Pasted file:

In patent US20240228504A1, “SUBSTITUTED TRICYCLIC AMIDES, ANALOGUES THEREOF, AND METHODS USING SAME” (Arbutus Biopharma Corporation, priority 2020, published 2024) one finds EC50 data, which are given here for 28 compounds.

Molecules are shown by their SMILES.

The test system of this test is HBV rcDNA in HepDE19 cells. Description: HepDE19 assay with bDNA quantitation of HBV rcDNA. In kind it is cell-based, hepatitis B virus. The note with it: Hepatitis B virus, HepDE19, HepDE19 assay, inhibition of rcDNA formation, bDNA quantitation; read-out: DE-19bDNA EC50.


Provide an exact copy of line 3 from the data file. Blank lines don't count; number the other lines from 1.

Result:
The test system of this test is HBV rcDNA in HepDE19 cells. Description: HepDE19 assay with bDNA quantitation of HBV rcDNA. In kind it is cell-based, hepatitis B virus. The note with it: Hepatitis B virus, HepDE19, HepDE19 assay, inhibition of rcDNA formation, bDNA quantitation; read-out: DE-19bDNA EC50.